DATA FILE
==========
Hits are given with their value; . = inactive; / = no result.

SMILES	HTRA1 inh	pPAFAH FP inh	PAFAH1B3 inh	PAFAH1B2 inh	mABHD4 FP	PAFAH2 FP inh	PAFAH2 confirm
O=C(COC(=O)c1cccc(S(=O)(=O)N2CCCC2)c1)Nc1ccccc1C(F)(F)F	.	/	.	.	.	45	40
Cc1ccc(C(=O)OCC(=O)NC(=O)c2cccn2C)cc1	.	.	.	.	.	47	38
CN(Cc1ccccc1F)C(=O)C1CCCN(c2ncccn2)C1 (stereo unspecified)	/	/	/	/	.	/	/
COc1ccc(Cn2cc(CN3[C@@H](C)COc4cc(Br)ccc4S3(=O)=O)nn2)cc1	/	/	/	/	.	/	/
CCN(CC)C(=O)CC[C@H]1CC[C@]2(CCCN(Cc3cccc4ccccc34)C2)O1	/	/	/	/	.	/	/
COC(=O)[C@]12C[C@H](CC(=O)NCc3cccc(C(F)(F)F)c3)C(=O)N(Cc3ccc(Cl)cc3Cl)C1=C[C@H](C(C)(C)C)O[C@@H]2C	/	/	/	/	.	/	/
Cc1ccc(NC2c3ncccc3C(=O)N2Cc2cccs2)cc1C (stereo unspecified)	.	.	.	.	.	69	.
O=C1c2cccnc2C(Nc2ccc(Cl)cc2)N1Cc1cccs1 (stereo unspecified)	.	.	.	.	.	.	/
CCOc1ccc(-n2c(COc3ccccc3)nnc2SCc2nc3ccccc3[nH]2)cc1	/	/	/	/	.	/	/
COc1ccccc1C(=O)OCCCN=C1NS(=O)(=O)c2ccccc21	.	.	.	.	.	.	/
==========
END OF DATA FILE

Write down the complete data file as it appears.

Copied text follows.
Hits are given with their value; . = inactive; / = no result.

SMILES	HTRA1 inh	pPAFAH FP inh	PAFAH1B3 inh	PAFAH1B2 inh	mABHD4 FP	PAFAH2 FP inh	PAFAH2 confirm
O=C(COC(=O)c1cccc(S(=O)(=O)N2CCCC2)c1)Nc1ccccc1C(F)(F)F	.	/	.	.	.	45	40
Cc1ccc(C(=O)OCC(=O)NC(=O)c2cccn2C)cc1	.	.	.	.	.	47	38
CN(Cc1ccccc1F)C(=O)C1CCCN(c2ncccn2)C1 (stereo unspecified)	/	/	/	/	.	/	/
COc1ccc(Cn2cc(CN3[C@@H](C)COc4cc(Br)ccc4S3(=O)=O)nn2)cc1	/	/	/	/	.	/	/
CCN(CC)C(=O)CC[C@H]1CC[C@]2(CCCN(Cc3cccc4ccccc34)C2)O1	/	/	/	/	.	/	/
COC(=O)[C@]12C[C@H](CC(=O)NCc3cccc(C(F)(F)F)c3)C(=O)N(Cc3ccc(Cl)cc3Cl)C1=C[C@H](C(C)(C)C)O[C@@H]2C	/	/	/	/	.	/	/
Cc1ccc(NC2c3ncccc3C(=O)N2Cc2cccs2)cc1C (stereo unspecified)	.	.	.	.	.	69	.
O=C1c2cccnc2C(Nc2ccc(Cl)cc2)N1Cc1cccs1 (stereo unspecified)	.	.	.	.	.	.	/
CCOc1ccc(-n2c(COc3ccccc3)nnc2SCc2nc3ccccc3[nH]2)cc1	/	/	/	/	.	/	/
COc1ccccc1C(=O)OCCCN=C1NS(=O)(=O)c2ccccc21	.	.	.	.	.	.	/